Gary Oldman‘s performance as George Smiley, John LeCarre‘s legendary British intelligence maestro, in Tomas Alfredson‘s Tinker Tailor Soldier Spy (Focus Features, 12.9) is, I submit, a classic less-is-more performance. Oldman is muted and subtle and keeps his range of facial expressions to a minimum, but his silences and contemplations and (very) occasionally raised eyebrows are beautiful.
Tinker Tailor Soldier Spy star Gary Oldman — Monday, 12.5, 3:05 pm.
Oldman and I sat down for about 19 minutes late this afternoon at the Four Seasons in Beverly Hills. Here‘s the mp3.
I’ll be seeing Oldman again at tomorrow night’s Tinker Tailor premiere and at the after-party, and then at a Wednesday press luncheon.
Either you love minimalist acting or you don’t, but everyone understands that it has to be done just right. Oldman from the get-go knows exactly what he’s doing. He barely moves but oh, how he delivers! The stillness of him is sublime.
In some ways Oldman plays Smiley like Alec Guiness played him in the 1979 British-produced Tinker Tailor miniseries — dryly, carefully, studiously. But he uses his own voice (which he says he took from Le Carre, a.k.a. David Cornwall) and his own set of facial and body gestures, and his own quiet humor.
Oldman’s Smiley is now in the company of previously honored minimalist performances — Al Pacino in The Godfather, Part II, Kristin Scott Thomas in I’ve Loved You For So Long, Steve McQueen in The Sand Pebbles and Tom Horn, Helen Mirren as Queen Elizabeth II in The Queen, Heath Ledger as Ennis Del Mar in Brokeback Mountain.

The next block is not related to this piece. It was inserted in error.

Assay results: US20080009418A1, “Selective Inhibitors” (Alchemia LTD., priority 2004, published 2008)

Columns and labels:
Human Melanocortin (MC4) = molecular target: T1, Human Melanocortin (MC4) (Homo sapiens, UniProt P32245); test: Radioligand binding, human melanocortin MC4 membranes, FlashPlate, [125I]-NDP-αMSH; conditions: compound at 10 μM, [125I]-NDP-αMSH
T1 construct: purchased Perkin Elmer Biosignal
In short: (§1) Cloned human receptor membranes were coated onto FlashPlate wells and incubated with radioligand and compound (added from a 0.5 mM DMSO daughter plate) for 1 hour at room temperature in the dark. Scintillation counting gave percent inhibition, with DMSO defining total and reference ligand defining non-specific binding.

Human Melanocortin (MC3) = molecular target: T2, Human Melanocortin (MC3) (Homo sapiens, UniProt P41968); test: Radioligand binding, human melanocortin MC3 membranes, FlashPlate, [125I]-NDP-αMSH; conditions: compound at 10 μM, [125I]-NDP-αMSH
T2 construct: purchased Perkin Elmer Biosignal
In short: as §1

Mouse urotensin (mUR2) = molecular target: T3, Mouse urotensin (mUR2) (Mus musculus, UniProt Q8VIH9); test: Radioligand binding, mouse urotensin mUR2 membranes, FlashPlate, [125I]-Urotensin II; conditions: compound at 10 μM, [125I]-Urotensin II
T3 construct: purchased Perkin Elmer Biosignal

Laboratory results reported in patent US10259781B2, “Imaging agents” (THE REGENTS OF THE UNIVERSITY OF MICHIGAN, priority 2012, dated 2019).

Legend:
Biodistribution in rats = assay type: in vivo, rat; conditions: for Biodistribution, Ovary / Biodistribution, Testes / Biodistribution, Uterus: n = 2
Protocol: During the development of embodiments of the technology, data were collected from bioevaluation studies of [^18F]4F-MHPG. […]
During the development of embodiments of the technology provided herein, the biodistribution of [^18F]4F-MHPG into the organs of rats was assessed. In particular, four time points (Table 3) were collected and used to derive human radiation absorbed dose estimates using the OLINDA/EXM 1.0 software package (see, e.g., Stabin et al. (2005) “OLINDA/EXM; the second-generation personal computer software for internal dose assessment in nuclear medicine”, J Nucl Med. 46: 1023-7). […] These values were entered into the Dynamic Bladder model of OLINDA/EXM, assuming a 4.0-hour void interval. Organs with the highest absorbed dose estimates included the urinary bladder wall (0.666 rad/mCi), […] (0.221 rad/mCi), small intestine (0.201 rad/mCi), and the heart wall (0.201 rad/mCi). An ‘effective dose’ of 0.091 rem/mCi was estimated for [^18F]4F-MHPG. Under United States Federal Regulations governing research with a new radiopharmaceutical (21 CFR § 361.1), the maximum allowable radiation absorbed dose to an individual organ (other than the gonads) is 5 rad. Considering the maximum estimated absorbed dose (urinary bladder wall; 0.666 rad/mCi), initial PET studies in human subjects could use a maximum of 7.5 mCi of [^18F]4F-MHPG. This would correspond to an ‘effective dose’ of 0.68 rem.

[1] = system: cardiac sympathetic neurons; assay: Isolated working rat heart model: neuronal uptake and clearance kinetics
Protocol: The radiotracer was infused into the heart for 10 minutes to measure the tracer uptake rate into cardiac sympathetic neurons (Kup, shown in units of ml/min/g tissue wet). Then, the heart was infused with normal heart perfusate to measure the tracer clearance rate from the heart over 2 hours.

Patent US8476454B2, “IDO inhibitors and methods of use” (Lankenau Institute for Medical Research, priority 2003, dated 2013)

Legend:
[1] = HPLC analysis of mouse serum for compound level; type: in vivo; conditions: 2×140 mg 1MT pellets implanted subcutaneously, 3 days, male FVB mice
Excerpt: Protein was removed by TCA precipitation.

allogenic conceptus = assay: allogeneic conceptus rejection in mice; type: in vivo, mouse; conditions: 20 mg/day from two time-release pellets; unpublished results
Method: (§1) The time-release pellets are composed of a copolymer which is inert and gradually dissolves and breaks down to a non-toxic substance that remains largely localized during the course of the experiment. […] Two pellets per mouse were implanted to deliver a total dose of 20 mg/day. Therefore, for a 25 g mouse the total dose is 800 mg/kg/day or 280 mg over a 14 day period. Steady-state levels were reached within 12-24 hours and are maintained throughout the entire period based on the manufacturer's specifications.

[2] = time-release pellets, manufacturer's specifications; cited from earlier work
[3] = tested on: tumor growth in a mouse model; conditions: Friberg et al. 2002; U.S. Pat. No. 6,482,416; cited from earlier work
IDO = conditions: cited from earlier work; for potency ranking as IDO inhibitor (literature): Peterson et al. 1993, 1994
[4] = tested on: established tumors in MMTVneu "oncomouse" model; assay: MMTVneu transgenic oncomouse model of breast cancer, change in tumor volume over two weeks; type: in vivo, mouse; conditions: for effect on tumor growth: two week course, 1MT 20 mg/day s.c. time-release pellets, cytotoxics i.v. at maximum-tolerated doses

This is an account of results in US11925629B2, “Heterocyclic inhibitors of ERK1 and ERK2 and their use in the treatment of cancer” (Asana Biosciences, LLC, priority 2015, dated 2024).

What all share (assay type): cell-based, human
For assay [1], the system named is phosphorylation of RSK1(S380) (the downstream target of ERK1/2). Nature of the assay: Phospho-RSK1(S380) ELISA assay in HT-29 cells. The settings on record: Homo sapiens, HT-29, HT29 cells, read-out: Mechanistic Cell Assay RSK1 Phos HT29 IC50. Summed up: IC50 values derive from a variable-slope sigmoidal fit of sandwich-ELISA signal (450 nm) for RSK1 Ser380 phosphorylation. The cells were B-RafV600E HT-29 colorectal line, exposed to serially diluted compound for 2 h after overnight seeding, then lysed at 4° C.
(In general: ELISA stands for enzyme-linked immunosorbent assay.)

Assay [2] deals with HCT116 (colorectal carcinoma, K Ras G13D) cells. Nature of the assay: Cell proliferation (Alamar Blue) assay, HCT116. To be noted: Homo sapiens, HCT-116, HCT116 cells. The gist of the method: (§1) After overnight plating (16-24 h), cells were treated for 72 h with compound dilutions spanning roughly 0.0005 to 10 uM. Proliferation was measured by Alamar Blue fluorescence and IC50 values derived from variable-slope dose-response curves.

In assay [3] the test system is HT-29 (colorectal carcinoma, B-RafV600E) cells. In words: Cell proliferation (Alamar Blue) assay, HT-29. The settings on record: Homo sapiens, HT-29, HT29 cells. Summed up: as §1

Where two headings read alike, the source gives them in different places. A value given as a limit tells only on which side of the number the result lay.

Who’s locked into the Best Actor race? The Descendants‘ George Clooney and Moneyball‘s Brad Pitt, for sure. And then Oldman, I believe, because of the subtlety, authority and precision. And then Michael Fassbender, I suppose, for his well-hung ice man in Shame, although I think his performance is somewhat narrow and repetitive and imprisoned, in a sense. (I know that’s the point but I still found it limiting.)
I’m not a believer in Jean Dujardin in The Artist because I found the broadness of his performance (necessary, obviously, because he’s in a silent film) a bit tiring. If you ask me the fifth slot is between Rampart‘s Woody Harrelson and Take Shelter‘s Michael Shannon. Leonardo DiCaprio‘s J. Edgar Hoover was intense and absorbing as far as it went, but the movie…I don’t know. My dream nominee is A Better Life‘s Damian Bichir, but his Spirit Award Best Actor nomination is probably as far as he can get.
Last September I called Tinker Tailor “a furrowed-brow spy film, cautious and probing and undashing, submerged in a world of half-clues and telling looks and indications…London fog and brain matter and ’70s technology…it’s just atmospherically dead-on. And that’s certainly pleasurable in itself. It’s simultaneously ambiguous and clean and masterful in the manner of a slowed-down pulse.
“Oldman’s Smiley isn’t hiding himself in the slightest, but his manner is naturally circumspect and cerebral and analytical. As a matter of professional purpose and demeanor he’s chosen to be this way, and there’s something gassy about this from an audience perspective.”